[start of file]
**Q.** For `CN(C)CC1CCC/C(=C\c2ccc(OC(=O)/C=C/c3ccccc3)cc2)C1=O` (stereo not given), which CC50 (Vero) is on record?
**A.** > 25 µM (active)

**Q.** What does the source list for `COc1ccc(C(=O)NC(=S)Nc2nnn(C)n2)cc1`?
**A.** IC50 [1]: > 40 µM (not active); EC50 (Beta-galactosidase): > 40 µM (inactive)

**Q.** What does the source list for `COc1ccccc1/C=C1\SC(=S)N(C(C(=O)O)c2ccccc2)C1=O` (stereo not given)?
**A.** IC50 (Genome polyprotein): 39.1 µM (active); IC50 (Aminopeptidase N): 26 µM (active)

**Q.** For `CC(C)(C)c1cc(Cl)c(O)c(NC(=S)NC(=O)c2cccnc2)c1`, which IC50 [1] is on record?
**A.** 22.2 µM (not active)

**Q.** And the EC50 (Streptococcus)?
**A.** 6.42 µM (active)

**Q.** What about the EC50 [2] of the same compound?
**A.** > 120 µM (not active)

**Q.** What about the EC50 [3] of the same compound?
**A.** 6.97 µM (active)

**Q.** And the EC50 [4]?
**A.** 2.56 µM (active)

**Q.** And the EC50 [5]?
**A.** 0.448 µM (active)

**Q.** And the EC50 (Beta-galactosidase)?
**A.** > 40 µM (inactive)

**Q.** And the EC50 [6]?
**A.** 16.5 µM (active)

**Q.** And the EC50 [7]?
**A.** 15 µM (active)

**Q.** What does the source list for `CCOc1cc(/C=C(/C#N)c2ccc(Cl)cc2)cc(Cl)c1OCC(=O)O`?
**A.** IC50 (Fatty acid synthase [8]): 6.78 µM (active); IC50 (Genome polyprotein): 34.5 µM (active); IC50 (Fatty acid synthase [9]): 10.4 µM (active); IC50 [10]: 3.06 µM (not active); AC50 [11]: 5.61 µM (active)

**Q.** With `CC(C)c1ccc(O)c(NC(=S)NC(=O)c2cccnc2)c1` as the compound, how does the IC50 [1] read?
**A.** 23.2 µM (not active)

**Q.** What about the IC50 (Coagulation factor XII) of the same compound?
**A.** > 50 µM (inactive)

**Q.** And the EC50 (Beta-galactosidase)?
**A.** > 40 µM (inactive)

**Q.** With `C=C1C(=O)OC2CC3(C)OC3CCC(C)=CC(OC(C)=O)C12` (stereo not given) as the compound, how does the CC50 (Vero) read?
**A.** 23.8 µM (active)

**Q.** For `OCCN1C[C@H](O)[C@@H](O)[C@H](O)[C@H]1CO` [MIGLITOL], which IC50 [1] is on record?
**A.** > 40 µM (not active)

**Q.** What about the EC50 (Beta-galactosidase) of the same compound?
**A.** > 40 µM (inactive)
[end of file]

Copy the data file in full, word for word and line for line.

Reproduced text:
**Q.** For `CN(C)CC1CCC/C(=C\c2ccc(OC(=O)/C=C/c3ccccc3)cc2)C1=O` (stereo not given), which CC50 (Vero) is on record?
**A.** > 25 µM (active)

**Q.** What does the source list for `COc1ccc(C(=O)NC(=S)Nc2nnn(C)n2)cc1`?
**A.** IC50 [1]: > 40 µM (not active); EC50 (Beta-galactosidase): > 40 µM (inactive)

**Q.** What does the source list for `COc1ccccc1/C=C1\SC(=S)N(C(C(=O)O)c2ccccc2)C1=O` (stereo not given)?
**A.** IC50 (Genome polyprotein): 39.1 µM (active); IC50 (Aminopeptidase N): 26 µM (active)

**Q.** For `CC(C)(C)c1cc(Cl)c(O)c(NC(=S)NC(=O)c2cccnc2)c1`, which IC50 [1] is on record?
**A.** 22.2 µM (not active)

**Q.** And the EC50 (Streptococcus)?
**A.** 6.42 µM (active)

**Q.** What about the EC50 [2] of the same compound?
**A.** > 120 µM (not active)

**Q.** What about the EC50 [3] of the same compound?
**A.** 6.97 µM (active)

**Q.** And the EC50 [4]?
**A.** 2.56 µM (active)

**Q.** And the EC50 [5]?
**A.** 0.448 µM (active)

**Q.** And the EC50 (Beta-galactosidase)?
**A.** > 40 µM (inactive)

**Q.** And the EC50 [6]?
**A.** 16.5 µM (active)

**Q.** And the EC50 [7]?
**A.** 15 µM (active)

**Q.** What does the source list for `CCOc1cc(/C=C(/C#N)c2ccc(Cl)cc2)cc(Cl)c1OCC(=O)O`?
**A.** IC50 (Fatty acid synthase [8]): 6.78 µM (active); IC50 (Genome polyprotein): 34.5 µM (active); IC50 (Fatty acid synthase [9]): 10.4 µM (active); IC50 [10]: 3.06 µM (not active); AC50 [11]: 5.61 µM (active)

**Q.** With `CC(C)c1ccc(O)c(NC(=S)NC(=O)c2cccnc2)c1` as the compound, how does the IC50 [1] read?
**A.** 23.2 µM (not active)

**Q.** What about the IC50 (Coagulation factor XII) of the same compound?
**A.** > 50 µM (inactive)

**Q.** And the EC50 (Beta-galactosidase)?
**A.** > 40 µM (inactive)

**Q.** With `C=C1C(=O)OC2CC3(C)OC3CCC(C)=CC(OC(C)=O)C12` (stereo not given) as the compound, how does the CC50 (Vero) read?
**A.** 23.8 µM (active)

**Q.** For `OCCN1C[C@H](O)[C@@H](O)[C@H](O)[C@H]1CO` [MIGLITOL], which IC50 [1] is on record?
**A.** > 40 µM (not active)

**Q.** What about the EC50 (Beta-galactosidase) of the same compound?
**A.** > 40 µM (inactive)